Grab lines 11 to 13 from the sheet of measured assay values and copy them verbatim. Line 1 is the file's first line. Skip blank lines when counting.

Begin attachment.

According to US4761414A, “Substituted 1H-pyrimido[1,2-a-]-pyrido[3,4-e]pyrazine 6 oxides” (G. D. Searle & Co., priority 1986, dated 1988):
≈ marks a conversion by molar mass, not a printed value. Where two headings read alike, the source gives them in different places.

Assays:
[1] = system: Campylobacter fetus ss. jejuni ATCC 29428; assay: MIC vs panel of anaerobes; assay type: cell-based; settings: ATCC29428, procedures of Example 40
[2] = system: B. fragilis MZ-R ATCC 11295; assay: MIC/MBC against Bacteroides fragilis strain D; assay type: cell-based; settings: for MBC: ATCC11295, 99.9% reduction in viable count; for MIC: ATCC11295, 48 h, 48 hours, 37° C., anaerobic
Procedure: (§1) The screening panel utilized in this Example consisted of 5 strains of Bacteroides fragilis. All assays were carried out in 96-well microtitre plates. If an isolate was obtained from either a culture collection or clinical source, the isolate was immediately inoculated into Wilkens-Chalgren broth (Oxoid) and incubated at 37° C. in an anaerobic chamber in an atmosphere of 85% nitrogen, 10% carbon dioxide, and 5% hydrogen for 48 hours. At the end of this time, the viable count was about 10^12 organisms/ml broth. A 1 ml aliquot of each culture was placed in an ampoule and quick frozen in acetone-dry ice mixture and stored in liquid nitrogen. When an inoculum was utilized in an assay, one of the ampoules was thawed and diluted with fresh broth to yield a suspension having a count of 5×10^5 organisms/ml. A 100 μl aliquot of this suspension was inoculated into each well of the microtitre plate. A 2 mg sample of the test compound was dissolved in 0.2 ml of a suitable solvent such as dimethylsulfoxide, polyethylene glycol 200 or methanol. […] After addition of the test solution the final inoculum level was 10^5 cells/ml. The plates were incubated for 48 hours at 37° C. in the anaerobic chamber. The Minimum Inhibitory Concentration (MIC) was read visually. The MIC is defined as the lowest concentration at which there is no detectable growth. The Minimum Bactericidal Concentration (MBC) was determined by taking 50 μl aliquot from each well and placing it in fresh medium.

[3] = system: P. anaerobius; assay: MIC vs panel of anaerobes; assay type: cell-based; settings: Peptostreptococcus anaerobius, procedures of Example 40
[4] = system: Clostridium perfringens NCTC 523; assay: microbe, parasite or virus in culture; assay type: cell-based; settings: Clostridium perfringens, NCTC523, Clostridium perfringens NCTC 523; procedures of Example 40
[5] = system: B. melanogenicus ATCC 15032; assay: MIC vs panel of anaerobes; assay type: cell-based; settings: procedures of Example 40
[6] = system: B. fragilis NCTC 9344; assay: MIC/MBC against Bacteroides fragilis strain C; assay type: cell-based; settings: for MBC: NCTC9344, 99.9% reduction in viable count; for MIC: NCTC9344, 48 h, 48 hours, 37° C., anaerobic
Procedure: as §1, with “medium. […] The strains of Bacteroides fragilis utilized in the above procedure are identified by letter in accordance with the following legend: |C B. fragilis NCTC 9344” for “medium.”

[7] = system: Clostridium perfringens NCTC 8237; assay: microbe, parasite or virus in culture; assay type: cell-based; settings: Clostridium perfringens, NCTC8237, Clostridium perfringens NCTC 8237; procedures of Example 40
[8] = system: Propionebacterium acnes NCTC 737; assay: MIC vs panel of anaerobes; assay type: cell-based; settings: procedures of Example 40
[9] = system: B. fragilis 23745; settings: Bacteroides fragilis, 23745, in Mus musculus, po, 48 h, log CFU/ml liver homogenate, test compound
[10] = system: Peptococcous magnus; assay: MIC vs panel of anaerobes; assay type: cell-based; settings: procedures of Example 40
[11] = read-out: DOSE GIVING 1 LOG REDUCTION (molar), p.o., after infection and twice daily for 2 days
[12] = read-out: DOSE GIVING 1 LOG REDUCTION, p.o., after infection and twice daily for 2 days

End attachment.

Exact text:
Procedure: as §1, with “medium. […] The strains of Bacteroides fragilis utilized in the above procedure are identified by letter in accordance with the following legend: |C B. fragilis NCTC 9344” for “medium.”

[7] = system: Clostridium perfringens NCTC 8237; assay: microbe, parasite or virus in culture; assay type: cell-based; settings: Clostridium perfringens, NCTC8237, Clostridium perfringens NCTC 8237; procedures of Example 40
[8] = system: Propionebacterium acnes NCTC 737; assay: MIC vs panel of anaerobes; assay type: cell-based; settings: procedures of Example 40